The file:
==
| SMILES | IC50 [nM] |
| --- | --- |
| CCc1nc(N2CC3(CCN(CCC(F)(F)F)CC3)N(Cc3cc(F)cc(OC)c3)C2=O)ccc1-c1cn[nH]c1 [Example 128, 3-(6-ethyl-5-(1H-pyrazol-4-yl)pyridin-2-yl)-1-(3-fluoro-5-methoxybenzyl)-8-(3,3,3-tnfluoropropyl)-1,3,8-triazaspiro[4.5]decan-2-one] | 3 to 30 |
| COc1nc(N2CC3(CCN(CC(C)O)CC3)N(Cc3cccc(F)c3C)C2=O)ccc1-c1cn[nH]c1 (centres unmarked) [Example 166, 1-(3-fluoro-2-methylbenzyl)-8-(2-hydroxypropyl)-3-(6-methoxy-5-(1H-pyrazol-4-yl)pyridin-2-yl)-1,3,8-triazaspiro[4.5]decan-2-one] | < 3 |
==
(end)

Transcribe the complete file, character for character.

| SMILES | IC50 [nM] |
| --- | --- |
| CCc1nc(N2CC3(CCN(CCC(F)(F)F)CC3)N(Cc3cc(F)cc(OC)c3)C2=O)ccc1-c1cn[nH]c1 [Example 128, 3-(6-ethyl-5-(1H-pyrazol-4-yl)pyridin-2-yl)-1-(3-fluoro-5-methoxybenzyl)-8-(3,3,3-tnfluoropropyl)-1,3,8-triazaspiro[4.5]decan-2-one] | 3 to 30 |
| COc1nc(N2CC3(CCN(CC(C)O)CC3)N(Cc3cccc(F)c3C)C2=O)ccc1-c1cn[nH]c1 (centres unmarked) [Example 166, 1-(3-fluoro-2-methylbenzyl)-8-(2-hydroxypropyl)-3-(6-methoxy-5-(1H-pyrazol-4-yl)pyridin-2-yl)-1,3,8-triazaspiro[4.5]decan-2-one] | < 3 |